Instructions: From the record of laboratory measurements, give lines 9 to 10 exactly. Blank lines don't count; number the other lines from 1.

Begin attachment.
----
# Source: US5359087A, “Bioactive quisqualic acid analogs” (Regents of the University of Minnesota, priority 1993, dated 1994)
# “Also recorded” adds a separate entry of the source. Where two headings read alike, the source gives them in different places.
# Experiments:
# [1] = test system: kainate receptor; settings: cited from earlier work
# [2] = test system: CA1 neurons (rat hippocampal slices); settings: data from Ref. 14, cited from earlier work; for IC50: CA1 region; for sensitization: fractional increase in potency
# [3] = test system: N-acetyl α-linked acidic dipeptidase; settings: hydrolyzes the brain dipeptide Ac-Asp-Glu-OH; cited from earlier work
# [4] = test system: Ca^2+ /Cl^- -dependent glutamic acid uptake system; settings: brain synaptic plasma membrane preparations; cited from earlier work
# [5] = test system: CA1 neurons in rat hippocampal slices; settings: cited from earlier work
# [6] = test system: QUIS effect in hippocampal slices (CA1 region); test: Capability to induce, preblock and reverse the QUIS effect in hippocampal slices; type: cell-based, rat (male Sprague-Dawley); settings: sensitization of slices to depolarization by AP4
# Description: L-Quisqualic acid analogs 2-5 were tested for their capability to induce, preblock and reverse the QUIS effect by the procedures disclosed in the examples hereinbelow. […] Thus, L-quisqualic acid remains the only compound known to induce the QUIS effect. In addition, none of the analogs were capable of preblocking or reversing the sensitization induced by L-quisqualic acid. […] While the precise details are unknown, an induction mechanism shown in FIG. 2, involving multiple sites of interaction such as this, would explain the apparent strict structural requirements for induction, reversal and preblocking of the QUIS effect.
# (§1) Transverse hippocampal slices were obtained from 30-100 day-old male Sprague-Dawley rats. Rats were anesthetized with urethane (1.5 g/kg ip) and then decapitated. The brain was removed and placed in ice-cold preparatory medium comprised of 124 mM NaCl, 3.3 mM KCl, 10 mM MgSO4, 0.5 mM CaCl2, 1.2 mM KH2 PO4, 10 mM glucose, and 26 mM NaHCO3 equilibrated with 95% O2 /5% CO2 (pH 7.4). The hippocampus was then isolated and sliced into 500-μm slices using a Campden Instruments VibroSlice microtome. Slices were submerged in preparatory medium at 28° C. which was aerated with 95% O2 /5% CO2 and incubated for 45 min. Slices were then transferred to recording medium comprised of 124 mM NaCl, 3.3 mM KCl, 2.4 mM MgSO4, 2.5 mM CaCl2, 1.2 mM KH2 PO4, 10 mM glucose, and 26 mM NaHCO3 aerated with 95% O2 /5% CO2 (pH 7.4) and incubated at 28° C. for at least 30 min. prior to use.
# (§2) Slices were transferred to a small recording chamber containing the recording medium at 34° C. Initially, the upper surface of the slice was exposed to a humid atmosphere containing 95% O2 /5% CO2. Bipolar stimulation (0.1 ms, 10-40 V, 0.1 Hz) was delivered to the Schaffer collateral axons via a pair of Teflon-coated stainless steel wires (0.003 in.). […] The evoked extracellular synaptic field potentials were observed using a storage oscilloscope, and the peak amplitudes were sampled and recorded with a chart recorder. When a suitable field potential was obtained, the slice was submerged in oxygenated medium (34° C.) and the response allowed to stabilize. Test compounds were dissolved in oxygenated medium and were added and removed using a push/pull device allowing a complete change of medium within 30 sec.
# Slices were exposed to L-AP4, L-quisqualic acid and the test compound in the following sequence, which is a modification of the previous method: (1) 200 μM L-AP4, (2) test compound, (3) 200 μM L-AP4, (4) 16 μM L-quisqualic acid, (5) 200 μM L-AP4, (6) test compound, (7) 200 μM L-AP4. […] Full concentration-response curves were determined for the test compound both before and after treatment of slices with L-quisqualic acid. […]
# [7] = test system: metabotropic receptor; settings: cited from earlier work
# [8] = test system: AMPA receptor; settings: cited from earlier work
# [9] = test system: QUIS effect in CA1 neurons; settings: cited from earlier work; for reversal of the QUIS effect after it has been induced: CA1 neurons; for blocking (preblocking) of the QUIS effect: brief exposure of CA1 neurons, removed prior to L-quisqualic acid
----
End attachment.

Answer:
# [6] = test system: QUIS effect in hippocampal slices (CA1 region); test: Capability to induce, preblock and reverse the QUIS effect in hippocampal slices; type: cell-based, rat (male Sprague-Dawley); settings: sensitization of slices to depolarization by AP4
# Description: L-Quisqualic acid analogs 2-5 were tested for their capability to induce, preblock and reverse the QUIS effect by the procedures disclosed in the examples hereinbelow. […] Thus, L-quisqualic acid remains the only compound known to induce the QUIS effect. In addition, none of the analogs were capable of preblocking or reversing the sensitization induced by L-quisqualic acid. […] While the precise details are unknown, an induction mechanism shown in FIG. 2, involving multiple sites of interaction such as this, would explain the apparent strict structural requirements for induction, reversal and preblocking of the QUIS effect.